Mammillaria bocasana is one of my favorite little cacti. I think I must have four or five of them and have, sadly, killed probably that many overwatering them; they are prone to easily rot. My others have produced flowers that were light pink, white, pale yellow, white with candy stripes, pretty little flowers, but not the hot pink of this variety, aptly name m. bocasana roseiflora, no doubt for those lovely hot pink blooms.
M. bocasana, commonly called powder puff or powder puff pincushion, is native to northern central Mexico is popular enough that admirers and unscrupulous greedy dealers are prone to collect the plant in its natural habitat to extreme, thereby putting its very existence in jeopardy because they leave none or very few plants to supply seeds and babies to continue the spread of the plant. And too many of the plants they take die before they can contribute to their population. This is happening more and more as cacti and succulents become more sought after by collectors who are willing to buy plants from these people with no regard to the long-term future of the species. Reputable dealers propagate new plants from seeds rather than ravaging them in native habitat.
They make nice specimens by themselves, but really add color and texture to dish gardens. In the back is a gasteria glomerata and to the left is an aloinopsis.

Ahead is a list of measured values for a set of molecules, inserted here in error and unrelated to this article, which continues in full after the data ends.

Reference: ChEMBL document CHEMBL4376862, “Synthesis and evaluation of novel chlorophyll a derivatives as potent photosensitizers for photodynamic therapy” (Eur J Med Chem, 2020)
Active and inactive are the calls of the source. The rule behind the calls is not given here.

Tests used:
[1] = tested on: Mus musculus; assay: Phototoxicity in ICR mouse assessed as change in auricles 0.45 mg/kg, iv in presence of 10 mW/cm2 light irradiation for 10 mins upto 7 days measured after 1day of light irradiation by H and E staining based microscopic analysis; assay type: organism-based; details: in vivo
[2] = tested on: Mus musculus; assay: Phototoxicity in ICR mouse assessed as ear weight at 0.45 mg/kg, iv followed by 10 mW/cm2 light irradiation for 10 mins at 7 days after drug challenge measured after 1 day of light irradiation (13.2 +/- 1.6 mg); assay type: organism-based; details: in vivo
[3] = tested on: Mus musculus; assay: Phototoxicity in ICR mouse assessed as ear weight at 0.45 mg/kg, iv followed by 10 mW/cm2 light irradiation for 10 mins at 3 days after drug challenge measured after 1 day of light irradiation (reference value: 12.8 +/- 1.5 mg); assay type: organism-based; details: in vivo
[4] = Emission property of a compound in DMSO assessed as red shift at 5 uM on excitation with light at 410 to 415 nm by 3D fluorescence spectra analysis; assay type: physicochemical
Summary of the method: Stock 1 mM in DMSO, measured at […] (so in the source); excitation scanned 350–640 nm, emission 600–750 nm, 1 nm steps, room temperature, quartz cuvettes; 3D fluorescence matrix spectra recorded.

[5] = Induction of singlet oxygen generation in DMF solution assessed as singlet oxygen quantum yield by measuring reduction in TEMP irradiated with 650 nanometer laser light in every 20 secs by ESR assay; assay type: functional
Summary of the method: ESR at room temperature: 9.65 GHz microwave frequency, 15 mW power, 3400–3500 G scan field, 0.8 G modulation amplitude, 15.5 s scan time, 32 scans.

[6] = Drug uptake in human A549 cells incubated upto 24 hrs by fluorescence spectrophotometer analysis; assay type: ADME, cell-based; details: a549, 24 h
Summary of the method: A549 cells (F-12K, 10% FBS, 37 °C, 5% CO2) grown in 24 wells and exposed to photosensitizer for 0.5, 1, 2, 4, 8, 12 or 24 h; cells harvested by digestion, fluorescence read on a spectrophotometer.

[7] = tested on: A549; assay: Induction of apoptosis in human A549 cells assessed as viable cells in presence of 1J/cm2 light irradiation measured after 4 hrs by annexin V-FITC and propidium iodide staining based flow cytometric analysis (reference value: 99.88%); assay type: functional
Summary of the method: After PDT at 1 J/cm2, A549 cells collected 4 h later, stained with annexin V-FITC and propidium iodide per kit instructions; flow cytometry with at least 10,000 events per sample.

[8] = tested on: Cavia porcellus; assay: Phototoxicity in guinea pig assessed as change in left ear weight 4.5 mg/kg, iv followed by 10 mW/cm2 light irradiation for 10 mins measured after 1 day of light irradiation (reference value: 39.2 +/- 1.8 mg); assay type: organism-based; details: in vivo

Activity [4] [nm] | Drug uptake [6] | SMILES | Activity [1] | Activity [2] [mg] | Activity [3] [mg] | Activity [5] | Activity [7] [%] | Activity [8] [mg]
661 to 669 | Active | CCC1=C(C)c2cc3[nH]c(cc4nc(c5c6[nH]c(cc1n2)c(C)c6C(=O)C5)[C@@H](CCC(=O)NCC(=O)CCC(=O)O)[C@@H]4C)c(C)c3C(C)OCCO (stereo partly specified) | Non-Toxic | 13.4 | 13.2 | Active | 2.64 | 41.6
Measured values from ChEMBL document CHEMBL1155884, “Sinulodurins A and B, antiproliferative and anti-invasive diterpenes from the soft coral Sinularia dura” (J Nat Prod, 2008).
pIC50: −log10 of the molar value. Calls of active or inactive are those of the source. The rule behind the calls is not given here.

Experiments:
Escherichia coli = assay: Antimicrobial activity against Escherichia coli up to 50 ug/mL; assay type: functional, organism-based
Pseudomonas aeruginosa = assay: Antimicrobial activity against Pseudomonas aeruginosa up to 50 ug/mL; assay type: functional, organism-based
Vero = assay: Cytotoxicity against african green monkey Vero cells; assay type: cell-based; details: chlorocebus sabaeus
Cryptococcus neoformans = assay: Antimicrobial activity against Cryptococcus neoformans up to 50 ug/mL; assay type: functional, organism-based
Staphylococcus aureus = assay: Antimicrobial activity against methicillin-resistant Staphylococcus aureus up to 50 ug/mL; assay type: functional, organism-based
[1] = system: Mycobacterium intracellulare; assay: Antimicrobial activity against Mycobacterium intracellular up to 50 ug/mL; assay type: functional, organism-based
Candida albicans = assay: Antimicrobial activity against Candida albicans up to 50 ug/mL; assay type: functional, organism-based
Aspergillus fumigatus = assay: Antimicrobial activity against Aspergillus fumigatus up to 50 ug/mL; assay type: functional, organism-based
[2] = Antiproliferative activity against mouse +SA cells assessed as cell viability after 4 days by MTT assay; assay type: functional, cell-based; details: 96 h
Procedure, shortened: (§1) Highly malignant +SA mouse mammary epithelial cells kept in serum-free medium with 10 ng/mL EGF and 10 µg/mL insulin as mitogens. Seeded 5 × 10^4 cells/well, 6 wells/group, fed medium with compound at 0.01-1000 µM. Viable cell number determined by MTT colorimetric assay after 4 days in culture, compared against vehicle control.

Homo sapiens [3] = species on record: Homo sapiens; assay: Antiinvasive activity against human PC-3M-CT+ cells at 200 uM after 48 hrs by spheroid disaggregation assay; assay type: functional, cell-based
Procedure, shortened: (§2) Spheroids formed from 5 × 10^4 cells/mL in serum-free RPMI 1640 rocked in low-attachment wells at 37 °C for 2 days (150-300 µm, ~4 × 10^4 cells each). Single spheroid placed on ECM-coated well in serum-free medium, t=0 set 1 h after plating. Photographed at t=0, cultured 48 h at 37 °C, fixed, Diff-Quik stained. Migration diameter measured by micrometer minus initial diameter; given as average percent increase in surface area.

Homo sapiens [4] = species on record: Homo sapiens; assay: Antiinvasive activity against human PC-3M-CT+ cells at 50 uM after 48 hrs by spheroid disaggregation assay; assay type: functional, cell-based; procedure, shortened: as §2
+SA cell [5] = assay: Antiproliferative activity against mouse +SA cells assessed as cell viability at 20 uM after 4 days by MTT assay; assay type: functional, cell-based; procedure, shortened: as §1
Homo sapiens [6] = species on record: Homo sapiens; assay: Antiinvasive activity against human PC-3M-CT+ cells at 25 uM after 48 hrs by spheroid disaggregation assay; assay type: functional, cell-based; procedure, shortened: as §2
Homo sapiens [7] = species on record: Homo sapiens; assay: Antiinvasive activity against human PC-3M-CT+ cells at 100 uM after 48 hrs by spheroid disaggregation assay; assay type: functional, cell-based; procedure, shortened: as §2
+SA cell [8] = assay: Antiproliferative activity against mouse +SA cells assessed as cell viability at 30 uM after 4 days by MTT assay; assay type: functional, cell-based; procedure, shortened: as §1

Trinkets and decorations in this pot include a piece of pink and white slag glass that matches the flowers, a small piece of cholla skeleton wood, and a nice little green frog.
This little mammillaria is relatively easy to find at the big box stores if you aren’t close to a cactus nursery, but you will find that the color of the flowers will vary with the plants. But that’s okay; this one adds a nice touch no matter what color the flowers. Over time the plant will clump and make a cluster of cacti and therefore more flowers.
Just don’t get trigger-happy with the water. Like all cactus, they do need water, but don’t overdo it. Err on the side of dry with this species. Water maybe once every two weeks thoroughly and then let it dry out before watering again. Never let it sit in a puddle of water.